It's the crude but seemingly effective mantra of modern politics and we're seeing this tactic being used constantly by those arguing for the Southern Link.
So lets look at some of the key phrases we hear repeated a lot.
There seems to be little argument about this from many people, but we don't agree. Yes we have traffic queues at peak times, particularly during school term times, and we've had significant traffic queues during the recent storm-water upgrades and Rocks Rd. cliff stabalisation. By world standards, and even New Zealand Standards, Nelson does not have a congestion problem though. Additionally, if you do consider that a slightly longer journey time is a problem, then the chances are you're doing OK because for an increasing number of people there are much more pressing problems, such as how they're going to feed their family, buy a house, get a job or afford the heating bill. If there is a problem here it's that we have a broken system that puts profits and self interest over the wider needs of the people and over the environment. Congestion is a symptom of a system that removed railways, underfunded public transport and cycle-ways and instead built roads. Most countries throughout the world now recognise that this was a major mistake and they are putting in measures to undo it and re-address the balance.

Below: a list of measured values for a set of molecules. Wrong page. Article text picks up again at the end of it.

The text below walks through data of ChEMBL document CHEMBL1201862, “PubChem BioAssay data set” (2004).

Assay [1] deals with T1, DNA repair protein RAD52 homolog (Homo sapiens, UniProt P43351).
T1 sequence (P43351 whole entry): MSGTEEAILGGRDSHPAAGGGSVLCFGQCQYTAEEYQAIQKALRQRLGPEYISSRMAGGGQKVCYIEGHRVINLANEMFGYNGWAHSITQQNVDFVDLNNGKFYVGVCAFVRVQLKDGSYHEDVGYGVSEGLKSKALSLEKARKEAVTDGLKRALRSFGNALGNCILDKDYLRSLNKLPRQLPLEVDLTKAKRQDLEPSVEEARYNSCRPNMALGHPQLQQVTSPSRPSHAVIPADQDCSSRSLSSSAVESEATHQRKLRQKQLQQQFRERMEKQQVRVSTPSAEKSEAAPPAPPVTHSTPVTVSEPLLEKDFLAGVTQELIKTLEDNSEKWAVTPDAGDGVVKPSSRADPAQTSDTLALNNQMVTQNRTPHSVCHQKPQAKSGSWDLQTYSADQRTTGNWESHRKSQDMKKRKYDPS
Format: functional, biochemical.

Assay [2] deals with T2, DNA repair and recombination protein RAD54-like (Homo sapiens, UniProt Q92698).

If we polled cyclists and asked if we should build a new highway or put more money into cycleways and public transport we'd expect a biased response. We accept that. Similarly, if the AA does a poll or Nick Smith does a poll we have to accept that there will be a considerable bias. The NZTA Southern Link survey didn't have a bias though, right ? Not true, without even going into the way the survey was presented, there is a heavy bias towards the people that consider that we have a problem to solve (see above) and also feel strongly enough to respond. We also have to consider the fact that the real costs of the Southern Link are not known (financially, socially and environmentally) and while these are expected to be considerable, it would have been difficult for people to factor those in. The closest we have to a sample of public opinion is the telephone survey which contacted 500 people at random. Even this will have a bias towards those at home with landlines (and therefore younger people have a lower representation), however this did indicate that most people do not want the Southern Link, which is even more significant when you consider this survey was taken during considerable and ongoing congestion caused by the Waimea stormwater upgrade.